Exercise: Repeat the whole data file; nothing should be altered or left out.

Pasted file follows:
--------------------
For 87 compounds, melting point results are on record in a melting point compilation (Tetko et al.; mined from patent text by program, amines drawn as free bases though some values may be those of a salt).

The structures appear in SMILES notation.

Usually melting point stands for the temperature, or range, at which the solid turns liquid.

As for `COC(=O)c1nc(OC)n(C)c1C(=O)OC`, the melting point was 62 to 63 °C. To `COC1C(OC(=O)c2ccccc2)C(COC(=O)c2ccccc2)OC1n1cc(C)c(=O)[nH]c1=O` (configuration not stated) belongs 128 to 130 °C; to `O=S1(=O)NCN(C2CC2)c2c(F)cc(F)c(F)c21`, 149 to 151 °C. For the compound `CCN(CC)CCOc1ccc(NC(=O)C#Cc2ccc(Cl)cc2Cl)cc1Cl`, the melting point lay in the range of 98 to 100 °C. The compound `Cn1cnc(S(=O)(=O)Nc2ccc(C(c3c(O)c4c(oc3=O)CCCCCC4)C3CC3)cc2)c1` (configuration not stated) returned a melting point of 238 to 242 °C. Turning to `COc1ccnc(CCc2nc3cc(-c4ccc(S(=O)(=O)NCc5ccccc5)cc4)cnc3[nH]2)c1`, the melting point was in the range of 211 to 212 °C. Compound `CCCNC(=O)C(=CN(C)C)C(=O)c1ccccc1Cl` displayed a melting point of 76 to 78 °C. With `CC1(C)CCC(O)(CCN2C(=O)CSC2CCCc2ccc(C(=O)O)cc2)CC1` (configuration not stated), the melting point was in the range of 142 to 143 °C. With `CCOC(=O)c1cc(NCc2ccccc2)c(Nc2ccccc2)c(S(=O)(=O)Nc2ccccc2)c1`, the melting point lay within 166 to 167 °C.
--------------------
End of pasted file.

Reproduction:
For 87 compounds, melting point results are on record in a melting point compilation (Tetko et al.; mined from patent text by program, amines drawn as free bases though some values may be those of a salt).

The structures appear in SMILES notation.

Usually melting point stands for the temperature, or range, at which the solid turns liquid.

As for `COC(=O)c1nc(OC)n(C)c1C(=O)OC`, the melting point was 62 to 63 °C. To `COC1C(OC(=O)c2ccccc2)C(COC(=O)c2ccccc2)OC1n1cc(C)c(=O)[nH]c1=O` (configuration not stated) belongs 128 to 130 °C; to `O=S1(=O)NCN(C2CC2)c2c(F)cc(F)c(F)c21`, 149 to 151 °C. For the compound `CCN(CC)CCOc1ccc(NC(=O)C#Cc2ccc(Cl)cc2Cl)cc1Cl`, the melting point lay in the range of 98 to 100 °C. The compound `Cn1cnc(S(=O)(=O)Nc2ccc(C(c3c(O)c4c(oc3=O)CCCCCC4)C3CC3)cc2)c1` (configuration not stated) returned a melting point of 238 to 242 °C. Turning to `COc1ccnc(CCc2nc3cc(-c4ccc(S(=O)(=O)NCc5ccccc5)cc4)cnc3[nH]2)c1`, the melting point was in the range of 211 to 212 °C. Compound `CCCNC(=O)C(=CN(C)C)C(=O)c1ccccc1Cl` displayed a melting point of 76 to 78 °C. With `CC1(C)CCC(O)(CCN2C(=O)CSC2CCCc2ccc(C(=O)O)cc2)CC1` (configuration not stated), the melting point was in the range of 142 to 143 °C. With `CCOC(=O)c1cc(NCc2ccccc2)c(Nc2ccccc2)c(S(=O)(=O)Nc2ccccc2)c1`, the melting point lay within 166 to 167 °C.